A Griffon Vulture, much like the one in our Zoo Portraits collection, was caught on January 26th in the vicinity of the southern Lebanese town of Bint Jbeil, under suspicion of espionage, as The Guardian reported.
The great bird, which has a 1.9m (6ft 5in) wing span, has a metal engraved ring on its leg indicating it is from Tel Aviv University, tags on its wings, and a GPS transmitter attached to its tail, all of which raised mistrust when it flew over the border to Lebanon.
According to the BBC, the vulture is originally from Spain and was released about a month ago in the Gamla Nature Reserve in the Israeli-occupied Golan Heights, as part of a conservation project seeking to reintroduce raptors to the Middle East.
Bird ecologist at the reserve in the Golan Heights, Ohad Hatzofe, told CNN that “(Locals in Lebanon) caught the bird for sure (…) They were holding the bird in their hands.”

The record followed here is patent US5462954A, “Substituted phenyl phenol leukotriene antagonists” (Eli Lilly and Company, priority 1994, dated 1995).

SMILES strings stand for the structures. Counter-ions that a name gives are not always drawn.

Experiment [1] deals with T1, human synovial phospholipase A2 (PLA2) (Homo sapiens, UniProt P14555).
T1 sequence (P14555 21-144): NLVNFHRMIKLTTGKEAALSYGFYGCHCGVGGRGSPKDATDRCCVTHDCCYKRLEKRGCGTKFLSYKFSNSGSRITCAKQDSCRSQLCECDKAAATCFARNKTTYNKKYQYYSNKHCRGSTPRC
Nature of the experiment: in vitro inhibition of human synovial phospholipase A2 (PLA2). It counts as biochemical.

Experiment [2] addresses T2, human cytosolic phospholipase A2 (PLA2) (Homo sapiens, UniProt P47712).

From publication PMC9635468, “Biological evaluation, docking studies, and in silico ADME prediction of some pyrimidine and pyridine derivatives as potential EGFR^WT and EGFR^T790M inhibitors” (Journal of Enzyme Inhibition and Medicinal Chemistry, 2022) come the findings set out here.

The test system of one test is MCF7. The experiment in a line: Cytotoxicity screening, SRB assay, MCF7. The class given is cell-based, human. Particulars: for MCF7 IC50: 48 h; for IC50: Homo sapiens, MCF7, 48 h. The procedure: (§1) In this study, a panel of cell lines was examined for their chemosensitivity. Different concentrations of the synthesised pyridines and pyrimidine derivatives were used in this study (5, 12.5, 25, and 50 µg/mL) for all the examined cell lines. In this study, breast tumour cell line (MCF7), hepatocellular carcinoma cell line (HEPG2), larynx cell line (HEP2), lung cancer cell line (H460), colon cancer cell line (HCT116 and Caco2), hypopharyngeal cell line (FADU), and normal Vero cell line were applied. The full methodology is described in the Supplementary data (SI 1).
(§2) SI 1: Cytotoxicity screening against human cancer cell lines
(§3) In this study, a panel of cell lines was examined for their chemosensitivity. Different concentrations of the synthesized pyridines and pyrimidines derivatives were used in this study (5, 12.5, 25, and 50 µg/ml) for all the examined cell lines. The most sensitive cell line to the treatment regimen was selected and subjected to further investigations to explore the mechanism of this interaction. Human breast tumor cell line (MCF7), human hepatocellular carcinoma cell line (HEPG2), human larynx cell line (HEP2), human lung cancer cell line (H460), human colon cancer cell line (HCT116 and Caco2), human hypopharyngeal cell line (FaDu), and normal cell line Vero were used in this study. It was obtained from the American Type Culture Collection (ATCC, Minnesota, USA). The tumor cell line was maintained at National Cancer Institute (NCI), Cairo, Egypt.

The BBC pointed out that “in a discreet operation with the Lebanese and with the great help of UN forces and the UN liaison unit, the Israel Nature and Parks Authority was able to return the vulture that was caught a few days ago by villagers of Bint Jbeil, Lebanon,” quoting an Israeli statement released on Friday 29th.
Ohad Hatzofe said that the idea of a vulture spy is “senseless” but acknowledged that suspicions were understandable, considering the history in the region.
It is not the first time an animal has been accused of espionage, there have also been a dolphin and a squirrel, among many other. There is an interesting Wikipedia entry about Israel-related animal conspiracy theories.